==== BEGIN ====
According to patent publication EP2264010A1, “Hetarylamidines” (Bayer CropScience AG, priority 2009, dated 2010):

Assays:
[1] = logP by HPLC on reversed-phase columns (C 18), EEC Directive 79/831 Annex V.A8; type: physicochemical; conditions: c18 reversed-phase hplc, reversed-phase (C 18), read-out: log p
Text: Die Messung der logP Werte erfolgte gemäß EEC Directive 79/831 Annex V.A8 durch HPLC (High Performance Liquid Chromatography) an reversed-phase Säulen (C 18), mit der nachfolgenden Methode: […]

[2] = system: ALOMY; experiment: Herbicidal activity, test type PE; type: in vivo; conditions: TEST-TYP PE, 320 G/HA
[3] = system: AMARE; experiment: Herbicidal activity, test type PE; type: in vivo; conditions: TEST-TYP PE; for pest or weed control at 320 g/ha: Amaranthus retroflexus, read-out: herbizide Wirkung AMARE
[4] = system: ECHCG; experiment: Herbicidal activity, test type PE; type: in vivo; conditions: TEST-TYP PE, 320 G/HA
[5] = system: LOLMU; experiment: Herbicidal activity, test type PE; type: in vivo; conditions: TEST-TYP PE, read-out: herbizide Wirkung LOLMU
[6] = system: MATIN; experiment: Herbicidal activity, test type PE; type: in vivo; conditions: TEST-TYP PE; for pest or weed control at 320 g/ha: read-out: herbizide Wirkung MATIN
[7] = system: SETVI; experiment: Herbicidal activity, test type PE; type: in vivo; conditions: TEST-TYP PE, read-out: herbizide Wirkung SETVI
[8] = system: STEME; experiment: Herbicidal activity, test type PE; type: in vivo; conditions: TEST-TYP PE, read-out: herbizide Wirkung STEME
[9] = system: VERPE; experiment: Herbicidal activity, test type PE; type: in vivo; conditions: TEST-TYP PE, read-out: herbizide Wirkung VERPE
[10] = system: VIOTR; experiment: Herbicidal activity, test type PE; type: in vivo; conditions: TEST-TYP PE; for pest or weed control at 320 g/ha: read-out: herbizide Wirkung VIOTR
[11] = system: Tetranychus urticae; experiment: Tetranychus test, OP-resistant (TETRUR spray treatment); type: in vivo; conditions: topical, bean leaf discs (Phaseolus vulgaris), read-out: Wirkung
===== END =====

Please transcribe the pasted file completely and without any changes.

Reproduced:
According to patent publication EP2264010A1, “Hetarylamidines” (Bayer CropScience AG, priority 2009, dated 2010):

Assays:
[1] = logP by HPLC on reversed-phase columns (C 18), EEC Directive 79/831 Annex V.A8; type: physicochemical; conditions: c18 reversed-phase hplc, reversed-phase (C 18), read-out: log p
Text: Die Messung der logP Werte erfolgte gemäß EEC Directive 79/831 Annex V.A8 durch HPLC (High Performance Liquid Chromatography) an reversed-phase Säulen (C 18), mit der nachfolgenden Methode: […]

[2] = system: ALOMY; experiment: Herbicidal activity, test type PE; type: in vivo; conditions: TEST-TYP PE, 320 G/HA
[3] = system: AMARE; experiment: Herbicidal activity, test type PE; type: in vivo; conditions: TEST-TYP PE; for pest or weed control at 320 g/ha: Amaranthus retroflexus, read-out: herbizide Wirkung AMARE
[4] = system: ECHCG; experiment: Herbicidal activity, test type PE; type: in vivo; conditions: TEST-TYP PE, 320 G/HA
[5] = system: LOLMU; experiment: Herbicidal activity, test type PE; type: in vivo; conditions: TEST-TYP PE, read-out: herbizide Wirkung LOLMU
[6] = system: MATIN; experiment: Herbicidal activity, test type PE; type: in vivo; conditions: TEST-TYP PE; for pest or weed control at 320 g/ha: read-out: herbizide Wirkung MATIN
[7] = system: SETVI; experiment: Herbicidal activity, test type PE; type: in vivo; conditions: TEST-TYP PE, read-out: herbizide Wirkung SETVI
[8] = system: STEME; experiment: Herbicidal activity, test type PE; type: in vivo; conditions: TEST-TYP PE, read-out: herbizide Wirkung STEME
[9] = system: VERPE; experiment: Herbicidal activity, test type PE; type: in vivo; conditions: TEST-TYP PE, read-out: herbizide Wirkung VERPE
[10] = system: VIOTR; experiment: Herbicidal activity, test type PE; type: in vivo; conditions: TEST-TYP PE; for pest or weed control at 320 g/ha: read-out: herbizide Wirkung VIOTR
[11] = system: Tetranychus urticae; experiment: Tetranychus test, OP-resistant (TETRUR spray treatment); type: in vivo; conditions: topical, bean leaf discs (Phaseolus vulgaris), read-out: Wirkung